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Home Rule Petition Could Help Senecal Get PensionBy Jen Thomas
05:59AM / Tuesday, June 12, 2007
North Adams - At a special meeting Monday night, the City Council voted unanimously to do what Mayor John Barrett III called "the right thing."
A Home Rule petition will be filed in response to a push by the local retirement board to strip city Highway Superintendent Leo Senecal of his pension. The move means that state Rep. Daniel E. Bosley D-North Adams can present Senecal's situation the legislators with the hope that legislators will agree that Senecal should be exempt from a state law that bars him from the retirement revenues.
Senecal was convicted in 1998 of illegal disposal of hazardous wastes, following an incident in 1996 when Senecal was found to have been burying oil at the city’s salt shed.
Senecal pleaded guilty to the charge and has no other blemishes on his 40-year city employment record.
According to Barrett, Joseph C. Connerton, executive director of the Public Employee Retirement Adminisitration Commission, threatened local retirement board members with incarceration if they permitted Senecal to have his pension.
Under Massachusetts General Law, Senecal’s actions warrant the forfeiture of his pension plan, a loss of about $700,000, according to the mayor. Barrett requested the Council’s authorization to petition Massachusetts General Court to exempt Senecal from the law.
"The only way this can be corrected, the only way this can be fair, is to file this legislation and take it out of [the retirement board’s] hands," said Barrett. "Politics are rough and tough, but once you’re hurting people’s lives, it’s wrong."
"This man has paid in personal stress," said Barrett.
The mayor said he suspected Senecal had lost approximately $50,000 in legal fees, lost pay, and hazardous waste clean-up costs.
"We need to force the legislature to look at intent here and not the letter of the law," said Councilor Richard J. Alcombright. "I hope this sends the message."
"It’s unequivocally the right thing to do for the city and for the Council," said Councilor Ronald A. Boucher.
Councilors unanimously approved a motion to refer the mayor’s proposed budget for fiscal year 2008 to the finance committee.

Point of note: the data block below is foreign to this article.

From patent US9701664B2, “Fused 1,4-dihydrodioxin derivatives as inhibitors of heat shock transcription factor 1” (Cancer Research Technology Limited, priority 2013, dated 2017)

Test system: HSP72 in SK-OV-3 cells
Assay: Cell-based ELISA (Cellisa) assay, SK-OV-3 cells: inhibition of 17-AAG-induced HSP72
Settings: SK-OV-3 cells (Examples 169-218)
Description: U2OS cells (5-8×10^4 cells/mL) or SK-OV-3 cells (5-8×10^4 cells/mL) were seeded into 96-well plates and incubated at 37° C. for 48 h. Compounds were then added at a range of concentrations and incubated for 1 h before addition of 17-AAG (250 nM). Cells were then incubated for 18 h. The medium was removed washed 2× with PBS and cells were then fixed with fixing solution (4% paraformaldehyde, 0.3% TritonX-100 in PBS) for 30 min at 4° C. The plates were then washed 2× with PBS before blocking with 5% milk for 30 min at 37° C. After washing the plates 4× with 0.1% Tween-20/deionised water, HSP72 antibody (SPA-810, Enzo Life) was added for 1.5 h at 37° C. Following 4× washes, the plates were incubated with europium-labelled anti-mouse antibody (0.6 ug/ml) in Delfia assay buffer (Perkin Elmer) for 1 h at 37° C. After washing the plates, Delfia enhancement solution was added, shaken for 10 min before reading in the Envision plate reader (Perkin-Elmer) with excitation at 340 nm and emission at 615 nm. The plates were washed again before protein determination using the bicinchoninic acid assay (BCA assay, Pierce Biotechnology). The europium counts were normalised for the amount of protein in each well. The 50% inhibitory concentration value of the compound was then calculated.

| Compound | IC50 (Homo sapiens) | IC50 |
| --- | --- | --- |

Barrett called the $34,746,887 budget “very tight” and said the budget represents a 1.68 percent increase.
"We’ve got to be even more stringent with our cost controls and our spending," Barrett said. "I’ve been around long enough to know that the future is not that pretty unless you want to tax the people of the city to death and you just can’t do that."
Fiscal Year 2008 runs from July 1,2007 to June 30, 2008. The FY 2008 budget reflects a 10 percent increase in debt for the city and Barrett said declining revenues further complicated assembling the budget.
Barrett voiced concern over the continued use of city reserve funds, but pointed out that no services would be lost, no school programs would be cut, and there would be no substantial property tax increases because of budget cuts.
Barrett said he hopes that Governor Deval Patrick‘s administration would institute changes that will benefit the city in the future.
"Hopefully, the governor’s new relief package will allow us some ways to raise additional revenues, but that is still 12 months down the road," said Barrett. "The state continues to balance the budget on the backs of cities and towns, and hopefully some of the things that [Patrick] wants to get passed will come to fruition."
The Council unanimously approved refinancing the bond for the water filtration plant at a lower interest rate.
Barrett said the refinancing would save the city approximately $140,00 in interest payments in fiscal 2008 and up to $198,000 over the life of the bond. The majority of the savings would occur in the next three years for “immediate relief to the budget,” according to Barrett.
The Council unanimously approved the transfer of $66,800 from various accounts ( $14,500 from general government accounts, $30,300 from the department of public safety, and $22,000 from the reserve account). All but $1,500 of that was transferred to support various salaries for city employees.
The largest transfer was $40,000 to the police salaries account to offset a $69,000 deficit caused by additional overtimes used by police officers. According to Barrett, Public Safety Commissioner E. John Morocco said there were too few reserve officers to fill shifts when three city police officers were required to attend police academy.
Barrett said the transfers were “not a direct result of overspending.”
Councilors appointed several individuals to the Massachusetts Museum of Contemporary Art Commission.
Councilors unanimously approved reappointing Peter Markou to a term to expire in 2010.
New appointees include Richard Karnack (2009), Shirley Davis (2009), Mary K. Grant (2010) and Steven Iacuessa (2008).
“The goal of the commission is to have control over the best interest of the community,” said Barrett.
Councilors Clark H. Billings and Christopher J. Tremblay did not attend the meeting.
Jen Thomas may be reached via e-mail at firstname.lastname@example.org or at 413-663-3384 ext. 29.